The United Nations Educational, Scientific and Cultural Organization (UNESCO) committee claimed that Australia’s Great Barrier Reef should be listed as “in danger” due to climate change causing reefs to be bleached.
The UNESCO report urges Australia to take “accelerated action at all possible levels” to address the threat from climate change. Australia is one of the only wealthy nations that has not pledged to reach net-zero emissions by 2050, and it is facing pressure to do so.
What is happening to the Great Barrier Reef?
If you don’t know already, climate change is causing great harm to the beautiful Great Barrier Reef in Australia.
In recent years, the Australian Great Barrier Reef has been under great pressure from rising temperatures. Heatwaves in 2016, 2017, and 2020 were so high that scientists believed the coral reefs would not go back to their original form after being bleached.
What is coral bleaching and when does it occur?
Image Sourced from www.noaa.gov
Due to global warming and climate change, the water temperature has been on the rise. When the water temperature is high, corals start losing their tissues, causing them to become more vulnerable and weaker in the sea. The corals would expel algae out, thus, causing the coral to turn white. Each time the heat waves hit Australia, causing the water temperature to rise, a portion of coral reefs become bleached and some coral reefs even die.
Why are coral reefs important to us? Specifically Great Barrier Reef
Coral reefs are important as they protect coastlines from storms and erosion, as well as marine life. It provides oxygen for aquatic animals and a home for many organisms as well. Not only are coral reefs important for ecosystems but they are also a source of jobs and income such as tourism for many countries.
Great Barrier Reef is one of the world heritage sites. It is made up of thousands of individual coral reefs and is the home to even more marine life.
Australia’s argument about labelling the Great Barrier Reef
The argument is that Australia is one of the only wealthy nations that have not pledged to reach net-zero emissions by 2050 and the effects of greenhouse gases are reaching the reefs, according to Greenpeace Australia Pacific chief executive David Ritter. It made sense for UNESCO to want to label the Great Barrier Reef as ‘in danger’.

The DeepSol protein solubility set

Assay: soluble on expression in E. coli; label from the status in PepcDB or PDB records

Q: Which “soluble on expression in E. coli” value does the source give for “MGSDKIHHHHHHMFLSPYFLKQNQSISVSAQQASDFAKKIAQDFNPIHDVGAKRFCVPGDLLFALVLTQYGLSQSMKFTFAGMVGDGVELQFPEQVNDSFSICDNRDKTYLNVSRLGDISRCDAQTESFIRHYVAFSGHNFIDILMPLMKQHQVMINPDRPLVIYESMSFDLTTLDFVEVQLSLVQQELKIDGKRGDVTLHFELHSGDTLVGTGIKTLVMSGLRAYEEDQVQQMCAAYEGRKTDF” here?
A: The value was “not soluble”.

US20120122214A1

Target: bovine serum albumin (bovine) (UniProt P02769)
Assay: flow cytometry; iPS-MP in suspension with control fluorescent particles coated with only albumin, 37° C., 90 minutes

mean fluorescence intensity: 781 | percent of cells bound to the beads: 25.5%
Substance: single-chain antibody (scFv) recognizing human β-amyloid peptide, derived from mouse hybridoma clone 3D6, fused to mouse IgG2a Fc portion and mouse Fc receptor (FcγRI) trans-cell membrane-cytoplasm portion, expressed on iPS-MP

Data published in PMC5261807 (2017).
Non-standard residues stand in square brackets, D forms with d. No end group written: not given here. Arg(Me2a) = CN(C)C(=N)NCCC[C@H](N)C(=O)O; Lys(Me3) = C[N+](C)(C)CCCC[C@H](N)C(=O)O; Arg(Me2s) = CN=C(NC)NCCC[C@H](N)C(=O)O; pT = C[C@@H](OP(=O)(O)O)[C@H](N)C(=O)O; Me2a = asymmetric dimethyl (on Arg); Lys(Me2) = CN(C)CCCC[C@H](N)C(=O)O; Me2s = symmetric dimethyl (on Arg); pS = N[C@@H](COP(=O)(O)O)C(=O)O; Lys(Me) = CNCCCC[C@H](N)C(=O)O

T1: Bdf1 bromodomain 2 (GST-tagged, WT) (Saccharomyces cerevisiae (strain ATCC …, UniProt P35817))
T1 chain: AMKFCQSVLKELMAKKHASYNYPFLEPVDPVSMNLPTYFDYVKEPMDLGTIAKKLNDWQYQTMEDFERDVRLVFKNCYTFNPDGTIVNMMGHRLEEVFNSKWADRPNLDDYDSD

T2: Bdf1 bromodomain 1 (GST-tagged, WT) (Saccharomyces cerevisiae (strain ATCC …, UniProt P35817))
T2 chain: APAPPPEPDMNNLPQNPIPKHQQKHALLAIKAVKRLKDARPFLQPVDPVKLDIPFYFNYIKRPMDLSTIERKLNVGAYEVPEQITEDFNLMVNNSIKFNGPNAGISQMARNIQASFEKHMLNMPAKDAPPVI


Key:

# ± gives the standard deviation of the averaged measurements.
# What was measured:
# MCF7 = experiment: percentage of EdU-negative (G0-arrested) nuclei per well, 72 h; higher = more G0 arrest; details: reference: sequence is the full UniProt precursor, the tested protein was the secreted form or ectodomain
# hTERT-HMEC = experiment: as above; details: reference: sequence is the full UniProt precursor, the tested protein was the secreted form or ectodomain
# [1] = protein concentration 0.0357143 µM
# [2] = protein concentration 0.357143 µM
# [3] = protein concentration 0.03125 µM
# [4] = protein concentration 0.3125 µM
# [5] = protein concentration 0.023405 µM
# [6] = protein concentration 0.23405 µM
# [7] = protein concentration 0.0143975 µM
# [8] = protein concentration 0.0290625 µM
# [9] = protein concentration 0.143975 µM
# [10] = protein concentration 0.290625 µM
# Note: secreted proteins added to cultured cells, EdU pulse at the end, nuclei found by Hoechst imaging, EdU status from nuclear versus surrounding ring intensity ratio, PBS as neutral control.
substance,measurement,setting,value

This is not the first time the Great Barrier Reef have been considered ‘ in danger’. In 2012, the UNESCO committee warned Australia that it could consider the reefs to be ‘in danger’ if they do not take action against protecting the reefs. In 2015, the Australian government produced the Reef 2050 plan to reduce agricultural runoff, strengthen land-clearing laws and stop greenfield coal port developments. However, in 2019, the reefs deteriorated and their conditions went from “poor” to “very poor”. Now the argument of having these reefs under world heritage site ‘in danger’ has come up once again.
Australian politicians, however, claim that they have been singled out by UNESCO as there are many other properties that are at risk from climate change.
The Australian Government is aware of the importance of their reefs as it has provided them economically before COVID-19 as a tourism spot. They have also argued that these claims “send a poor signal to those nations who are not making the investments in reef protection that we are making” as they have spent more and $2 billion on reef protection.
What can we do?
Image Sourced from www.noaa.gov
We can always start with something small. Such as reducing your carbon footprint, making ethical choices when buying products, and ensuring that we do our part in keeping the ocean and water clean. Climate change is one of the biggest factors for coral bleaching therefore, reducing our greenhouse gas emissions could contribute to less coral bleaching.
It is important to note that if a coral is being bleached, it does not mean it’s dead. The possible chance of recovery is by making sure the water temperature can be returned to the appropriate temperature for the coral reefs. Although it will take time, doing our part as an ecosystem is equally important as placing reefs as ‘in danger’.